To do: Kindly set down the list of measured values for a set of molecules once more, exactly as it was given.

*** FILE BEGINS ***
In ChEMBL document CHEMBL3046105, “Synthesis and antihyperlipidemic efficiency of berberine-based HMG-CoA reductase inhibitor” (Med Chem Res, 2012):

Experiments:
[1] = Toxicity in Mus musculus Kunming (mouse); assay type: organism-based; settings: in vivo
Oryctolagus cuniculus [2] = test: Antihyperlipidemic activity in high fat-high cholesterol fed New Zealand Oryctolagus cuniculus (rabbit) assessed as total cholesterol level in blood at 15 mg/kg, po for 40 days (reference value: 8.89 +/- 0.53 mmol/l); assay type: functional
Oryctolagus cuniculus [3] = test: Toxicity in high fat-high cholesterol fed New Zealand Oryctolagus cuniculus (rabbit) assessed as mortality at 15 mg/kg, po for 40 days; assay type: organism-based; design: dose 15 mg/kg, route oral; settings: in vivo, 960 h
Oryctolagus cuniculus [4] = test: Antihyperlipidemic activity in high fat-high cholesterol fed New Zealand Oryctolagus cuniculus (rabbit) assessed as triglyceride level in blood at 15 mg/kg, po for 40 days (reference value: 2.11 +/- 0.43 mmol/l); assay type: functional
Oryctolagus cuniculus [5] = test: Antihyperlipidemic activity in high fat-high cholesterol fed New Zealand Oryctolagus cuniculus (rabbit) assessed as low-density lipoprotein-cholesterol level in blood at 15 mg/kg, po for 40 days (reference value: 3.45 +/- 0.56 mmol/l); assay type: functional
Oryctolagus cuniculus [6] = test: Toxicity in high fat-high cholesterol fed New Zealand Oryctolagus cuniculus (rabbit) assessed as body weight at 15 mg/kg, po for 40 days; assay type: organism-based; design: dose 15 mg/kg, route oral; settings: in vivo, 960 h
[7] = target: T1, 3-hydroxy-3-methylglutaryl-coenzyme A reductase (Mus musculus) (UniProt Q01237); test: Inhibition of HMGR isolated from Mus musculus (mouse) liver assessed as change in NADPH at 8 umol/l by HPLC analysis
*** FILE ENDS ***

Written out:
In ChEMBL document CHEMBL3046105, “Synthesis and antihyperlipidemic efficiency of berberine-based HMG-CoA reductase inhibitor” (Med Chem Res, 2012):

Experiments:
[1] = Toxicity in Mus musculus Kunming (mouse); assay type: organism-based; settings: in vivo
Oryctolagus cuniculus [2] = test: Antihyperlipidemic activity in high fat-high cholesterol fed New Zealand Oryctolagus cuniculus (rabbit) assessed as total cholesterol level in blood at 15 mg/kg, po for 40 days (reference value: 8.89 +/- 0.53 mmol/l); assay type: functional
Oryctolagus cuniculus [3] = test: Toxicity in high fat-high cholesterol fed New Zealand Oryctolagus cuniculus (rabbit) assessed as mortality at 15 mg/kg, po for 40 days; assay type: organism-based; design: dose 15 mg/kg, route oral; settings: in vivo, 960 h
Oryctolagus cuniculus [4] = test: Antihyperlipidemic activity in high fat-high cholesterol fed New Zealand Oryctolagus cuniculus (rabbit) assessed as triglyceride level in blood at 15 mg/kg, po for 40 days (reference value: 2.11 +/- 0.43 mmol/l); assay type: functional
Oryctolagus cuniculus [5] = test: Antihyperlipidemic activity in high fat-high cholesterol fed New Zealand Oryctolagus cuniculus (rabbit) assessed as low-density lipoprotein-cholesterol level in blood at 15 mg/kg, po for 40 days (reference value: 3.45 +/- 0.56 mmol/l); assay type: functional
Oryctolagus cuniculus [6] = test: Toxicity in high fat-high cholesterol fed New Zealand Oryctolagus cuniculus (rabbit) assessed as body weight at 15 mg/kg, po for 40 days; assay type: organism-based; design: dose 15 mg/kg, route oral; settings: in vivo, 960 h
[7] = target: T1, 3-hydroxy-3-methylglutaryl-coenzyme A reductase (Mus musculus) (UniProt Q01237); test: Inhibition of HMGR isolated from Mus musculus (mouse) liver assessed as change in NADPH at 8 umol/l by HPLC analysis